Understanding SC 2.5.4 Target Size (Enhanced)


The intent of this success criterion is to help users who may have trouble activating a small target because of hand tremors, limited dexterity or other reasons. If the target is too small, it may be difficult to aim at the target. Mice and similar pointing devices can be hard to use for these users, and a larger target will help them greatly in having positive outcomes on the web page.

Touch is particularly problematic as it is an input mechanism with coarse precision. Users lack the same level of fine control as on inputs such as a mouse or stylus. A finger is larger than a mouse pointer, and generally obstructs the user's view of the precise location on the screen that is being touched/activated.

The issue can be further complicated on for responsive/mobile which need to accommodate different types of fine and coarse inputs (e.g. a site that can be accessed both on a traditional desktop/laptop with a mouse, as well as on a tablet or mobile phone with a touch screen).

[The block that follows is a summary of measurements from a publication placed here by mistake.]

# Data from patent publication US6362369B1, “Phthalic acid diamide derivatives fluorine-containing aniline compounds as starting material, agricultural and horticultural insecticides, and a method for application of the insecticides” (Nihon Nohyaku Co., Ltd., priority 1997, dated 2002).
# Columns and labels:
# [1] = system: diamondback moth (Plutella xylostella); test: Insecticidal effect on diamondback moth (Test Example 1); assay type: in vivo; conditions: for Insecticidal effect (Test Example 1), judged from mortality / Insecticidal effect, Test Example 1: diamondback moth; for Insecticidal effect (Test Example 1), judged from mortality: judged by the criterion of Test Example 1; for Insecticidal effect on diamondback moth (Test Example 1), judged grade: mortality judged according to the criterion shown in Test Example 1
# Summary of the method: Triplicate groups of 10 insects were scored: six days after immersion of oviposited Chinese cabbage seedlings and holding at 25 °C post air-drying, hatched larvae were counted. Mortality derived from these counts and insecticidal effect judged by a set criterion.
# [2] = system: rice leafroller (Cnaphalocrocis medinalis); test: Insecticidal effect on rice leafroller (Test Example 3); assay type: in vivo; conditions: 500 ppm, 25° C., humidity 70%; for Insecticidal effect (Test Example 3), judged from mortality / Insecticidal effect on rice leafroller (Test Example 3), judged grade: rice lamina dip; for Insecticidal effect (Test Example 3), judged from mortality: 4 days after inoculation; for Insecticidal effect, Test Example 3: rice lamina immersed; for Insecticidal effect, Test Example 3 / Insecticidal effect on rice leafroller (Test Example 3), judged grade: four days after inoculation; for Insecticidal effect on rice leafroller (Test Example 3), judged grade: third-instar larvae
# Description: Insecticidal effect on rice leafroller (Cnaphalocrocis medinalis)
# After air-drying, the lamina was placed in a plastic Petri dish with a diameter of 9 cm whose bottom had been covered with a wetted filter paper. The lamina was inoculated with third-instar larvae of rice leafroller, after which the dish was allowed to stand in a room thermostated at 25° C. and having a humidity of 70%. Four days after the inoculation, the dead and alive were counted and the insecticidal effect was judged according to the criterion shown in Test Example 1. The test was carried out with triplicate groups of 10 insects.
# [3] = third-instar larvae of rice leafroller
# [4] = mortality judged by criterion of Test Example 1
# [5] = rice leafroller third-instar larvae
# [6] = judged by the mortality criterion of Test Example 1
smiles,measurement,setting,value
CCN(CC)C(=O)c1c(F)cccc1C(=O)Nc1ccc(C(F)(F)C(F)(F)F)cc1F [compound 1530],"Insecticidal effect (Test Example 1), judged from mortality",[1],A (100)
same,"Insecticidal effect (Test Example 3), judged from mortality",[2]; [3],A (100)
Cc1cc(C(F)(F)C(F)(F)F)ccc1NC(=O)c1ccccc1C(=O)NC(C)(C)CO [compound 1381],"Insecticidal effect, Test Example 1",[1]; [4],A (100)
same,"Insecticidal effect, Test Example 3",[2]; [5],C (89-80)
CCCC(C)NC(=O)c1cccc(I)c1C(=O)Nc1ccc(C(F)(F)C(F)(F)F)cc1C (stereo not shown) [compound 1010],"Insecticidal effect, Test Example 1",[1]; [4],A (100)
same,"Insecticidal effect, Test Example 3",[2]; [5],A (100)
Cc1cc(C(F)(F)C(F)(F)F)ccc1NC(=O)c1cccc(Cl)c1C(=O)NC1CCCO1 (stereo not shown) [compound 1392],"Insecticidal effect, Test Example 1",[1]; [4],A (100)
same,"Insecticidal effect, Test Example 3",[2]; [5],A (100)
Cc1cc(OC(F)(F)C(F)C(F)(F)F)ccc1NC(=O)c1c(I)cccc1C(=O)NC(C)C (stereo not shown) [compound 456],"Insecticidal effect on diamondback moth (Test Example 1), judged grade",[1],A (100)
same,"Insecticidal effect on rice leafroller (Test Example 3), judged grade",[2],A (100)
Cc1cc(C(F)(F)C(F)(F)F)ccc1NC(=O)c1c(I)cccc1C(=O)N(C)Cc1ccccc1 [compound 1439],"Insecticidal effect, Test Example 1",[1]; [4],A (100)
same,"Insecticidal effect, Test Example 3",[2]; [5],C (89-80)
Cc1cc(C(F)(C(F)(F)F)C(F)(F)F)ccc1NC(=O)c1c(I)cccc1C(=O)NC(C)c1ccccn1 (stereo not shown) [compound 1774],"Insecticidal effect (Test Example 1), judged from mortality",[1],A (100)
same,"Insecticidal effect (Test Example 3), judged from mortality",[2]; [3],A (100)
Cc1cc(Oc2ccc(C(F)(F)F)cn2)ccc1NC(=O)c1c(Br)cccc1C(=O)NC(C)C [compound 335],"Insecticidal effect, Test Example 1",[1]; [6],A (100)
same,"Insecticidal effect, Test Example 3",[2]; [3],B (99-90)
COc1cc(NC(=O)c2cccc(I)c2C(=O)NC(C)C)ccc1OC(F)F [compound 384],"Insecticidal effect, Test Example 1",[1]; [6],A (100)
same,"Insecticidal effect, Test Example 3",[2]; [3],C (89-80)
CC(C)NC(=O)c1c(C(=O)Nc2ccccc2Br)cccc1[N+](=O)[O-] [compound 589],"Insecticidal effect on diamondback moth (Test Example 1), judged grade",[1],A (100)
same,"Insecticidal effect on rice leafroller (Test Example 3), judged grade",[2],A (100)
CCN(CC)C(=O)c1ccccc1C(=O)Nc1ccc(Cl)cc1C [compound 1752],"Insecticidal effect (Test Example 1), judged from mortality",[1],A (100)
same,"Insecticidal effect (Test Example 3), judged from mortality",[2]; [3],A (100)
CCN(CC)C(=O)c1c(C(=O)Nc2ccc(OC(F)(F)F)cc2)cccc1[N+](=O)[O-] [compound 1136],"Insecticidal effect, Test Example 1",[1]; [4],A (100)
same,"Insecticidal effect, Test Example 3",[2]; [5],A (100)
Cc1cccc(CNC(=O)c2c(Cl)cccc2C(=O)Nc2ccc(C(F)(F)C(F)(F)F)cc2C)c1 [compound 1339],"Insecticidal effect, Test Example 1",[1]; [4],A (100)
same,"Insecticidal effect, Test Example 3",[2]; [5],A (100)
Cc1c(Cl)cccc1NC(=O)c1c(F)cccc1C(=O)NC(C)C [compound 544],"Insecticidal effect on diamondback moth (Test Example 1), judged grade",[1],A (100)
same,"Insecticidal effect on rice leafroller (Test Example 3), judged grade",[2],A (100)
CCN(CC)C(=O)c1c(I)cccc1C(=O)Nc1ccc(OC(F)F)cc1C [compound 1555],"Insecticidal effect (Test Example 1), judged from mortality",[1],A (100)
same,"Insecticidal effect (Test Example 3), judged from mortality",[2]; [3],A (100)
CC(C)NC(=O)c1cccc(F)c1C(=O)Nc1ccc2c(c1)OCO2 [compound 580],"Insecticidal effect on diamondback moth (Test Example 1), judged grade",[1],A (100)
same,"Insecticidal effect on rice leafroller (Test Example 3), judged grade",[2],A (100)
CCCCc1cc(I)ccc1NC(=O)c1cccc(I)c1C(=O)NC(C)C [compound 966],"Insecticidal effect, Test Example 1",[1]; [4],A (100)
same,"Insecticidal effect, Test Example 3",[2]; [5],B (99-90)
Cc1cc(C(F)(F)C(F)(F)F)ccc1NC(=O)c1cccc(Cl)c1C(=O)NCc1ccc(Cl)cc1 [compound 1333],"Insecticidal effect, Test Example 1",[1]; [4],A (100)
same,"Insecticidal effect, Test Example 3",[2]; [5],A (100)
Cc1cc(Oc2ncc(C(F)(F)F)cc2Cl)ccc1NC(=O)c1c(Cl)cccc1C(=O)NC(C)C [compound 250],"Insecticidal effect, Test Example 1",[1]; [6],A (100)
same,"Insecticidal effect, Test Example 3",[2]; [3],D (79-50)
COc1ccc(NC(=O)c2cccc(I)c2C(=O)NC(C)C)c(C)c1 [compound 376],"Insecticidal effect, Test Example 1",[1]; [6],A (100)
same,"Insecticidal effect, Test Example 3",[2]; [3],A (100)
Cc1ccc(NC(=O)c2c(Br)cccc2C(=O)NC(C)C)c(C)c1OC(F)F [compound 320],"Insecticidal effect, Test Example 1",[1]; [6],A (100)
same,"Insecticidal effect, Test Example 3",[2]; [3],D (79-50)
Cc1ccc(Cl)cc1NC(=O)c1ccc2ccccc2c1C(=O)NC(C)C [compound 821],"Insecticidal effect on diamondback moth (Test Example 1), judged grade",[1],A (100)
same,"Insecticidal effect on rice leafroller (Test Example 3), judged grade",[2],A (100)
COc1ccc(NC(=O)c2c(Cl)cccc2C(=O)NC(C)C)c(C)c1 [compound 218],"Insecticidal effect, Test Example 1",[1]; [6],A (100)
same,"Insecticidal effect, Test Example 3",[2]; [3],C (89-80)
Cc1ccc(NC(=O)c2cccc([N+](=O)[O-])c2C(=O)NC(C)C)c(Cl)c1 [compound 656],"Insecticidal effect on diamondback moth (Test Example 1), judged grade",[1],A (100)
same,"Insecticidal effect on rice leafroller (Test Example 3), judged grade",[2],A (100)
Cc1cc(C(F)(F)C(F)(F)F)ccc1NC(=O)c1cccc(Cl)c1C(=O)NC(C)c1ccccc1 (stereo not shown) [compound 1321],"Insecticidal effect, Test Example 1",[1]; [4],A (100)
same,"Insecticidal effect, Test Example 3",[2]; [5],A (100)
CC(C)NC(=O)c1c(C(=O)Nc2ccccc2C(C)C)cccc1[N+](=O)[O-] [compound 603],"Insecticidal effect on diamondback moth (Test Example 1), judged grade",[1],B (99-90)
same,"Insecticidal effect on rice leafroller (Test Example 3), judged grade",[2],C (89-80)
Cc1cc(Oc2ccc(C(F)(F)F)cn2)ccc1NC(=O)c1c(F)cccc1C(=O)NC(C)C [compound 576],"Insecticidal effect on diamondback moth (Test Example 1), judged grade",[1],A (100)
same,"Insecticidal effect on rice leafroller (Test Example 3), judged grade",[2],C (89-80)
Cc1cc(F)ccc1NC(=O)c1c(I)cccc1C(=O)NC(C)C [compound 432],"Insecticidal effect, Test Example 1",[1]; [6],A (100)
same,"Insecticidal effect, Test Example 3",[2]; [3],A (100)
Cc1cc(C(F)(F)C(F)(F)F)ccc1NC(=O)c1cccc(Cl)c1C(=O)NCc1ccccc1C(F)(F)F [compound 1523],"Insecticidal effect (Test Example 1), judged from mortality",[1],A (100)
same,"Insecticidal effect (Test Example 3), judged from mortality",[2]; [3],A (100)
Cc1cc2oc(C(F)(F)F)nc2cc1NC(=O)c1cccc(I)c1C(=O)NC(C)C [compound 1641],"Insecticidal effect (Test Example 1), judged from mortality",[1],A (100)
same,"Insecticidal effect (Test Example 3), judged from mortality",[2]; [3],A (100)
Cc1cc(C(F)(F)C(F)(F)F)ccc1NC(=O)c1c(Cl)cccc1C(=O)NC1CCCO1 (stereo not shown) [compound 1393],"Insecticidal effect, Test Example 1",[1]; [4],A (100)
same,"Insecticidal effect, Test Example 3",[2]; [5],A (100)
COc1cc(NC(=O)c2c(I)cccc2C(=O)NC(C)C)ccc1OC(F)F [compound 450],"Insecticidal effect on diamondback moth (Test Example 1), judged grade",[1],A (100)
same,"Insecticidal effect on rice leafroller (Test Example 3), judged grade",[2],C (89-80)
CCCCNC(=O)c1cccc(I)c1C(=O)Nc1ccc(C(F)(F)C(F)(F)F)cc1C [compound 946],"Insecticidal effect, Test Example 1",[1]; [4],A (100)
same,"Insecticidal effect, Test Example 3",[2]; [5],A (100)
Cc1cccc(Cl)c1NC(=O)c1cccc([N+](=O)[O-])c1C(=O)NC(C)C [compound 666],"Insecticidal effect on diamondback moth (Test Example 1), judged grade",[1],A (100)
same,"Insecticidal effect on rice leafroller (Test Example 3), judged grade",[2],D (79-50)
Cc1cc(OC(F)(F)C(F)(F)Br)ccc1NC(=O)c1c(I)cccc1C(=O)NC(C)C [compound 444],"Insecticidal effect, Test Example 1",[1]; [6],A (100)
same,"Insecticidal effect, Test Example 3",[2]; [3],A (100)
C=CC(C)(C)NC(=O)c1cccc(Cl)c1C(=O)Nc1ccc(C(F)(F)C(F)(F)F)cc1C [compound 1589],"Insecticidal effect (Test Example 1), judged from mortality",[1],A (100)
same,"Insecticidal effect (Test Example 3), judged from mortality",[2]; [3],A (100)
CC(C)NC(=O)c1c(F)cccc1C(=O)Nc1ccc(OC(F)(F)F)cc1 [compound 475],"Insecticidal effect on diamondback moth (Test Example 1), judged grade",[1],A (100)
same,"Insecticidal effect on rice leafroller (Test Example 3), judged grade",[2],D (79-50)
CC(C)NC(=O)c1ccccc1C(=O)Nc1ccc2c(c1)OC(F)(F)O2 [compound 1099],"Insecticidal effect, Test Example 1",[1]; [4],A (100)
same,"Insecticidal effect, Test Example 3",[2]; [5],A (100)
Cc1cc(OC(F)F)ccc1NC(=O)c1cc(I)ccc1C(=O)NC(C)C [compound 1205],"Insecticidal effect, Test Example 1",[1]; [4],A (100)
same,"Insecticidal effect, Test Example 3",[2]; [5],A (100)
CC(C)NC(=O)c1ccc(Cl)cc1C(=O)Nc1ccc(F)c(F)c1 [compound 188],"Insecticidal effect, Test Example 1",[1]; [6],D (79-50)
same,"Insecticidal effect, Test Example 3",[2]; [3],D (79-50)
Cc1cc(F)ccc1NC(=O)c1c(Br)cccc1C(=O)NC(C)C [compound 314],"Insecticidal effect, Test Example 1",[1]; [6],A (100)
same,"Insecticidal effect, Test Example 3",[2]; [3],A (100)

While this criterion defines a minimum target size, it is recommended that larger sizes are used to reduce the possibility of unintentional actions. This is particularly relevant if any of the following are true:





Each numbered item in this section represents a technique or combination of techniques that the WCAGWorking Group deems sufficient for meeting this Success Criterion. However, it is not necessary to use these particular techniques. For information on using other techniques, see Understanding Techniques for WCAG Success Criteria, particularly the "Other Techniques" section.


Techniques that are sufficient to meet the Guideline or Success Criterion.

  • Ensuring that touch targets are at least 44 by 44 CSS pixels.
  • Ensuring inline links provide sufficiently large activation target.


Although not required for conformance, the following additional techniques should be considered in order to make content more accessible. Not all techniques can be used or would be effective in all situations.


The following are common mistakes that are considered failures of Success Criterion 2.5.3 by the WCAG Working Group.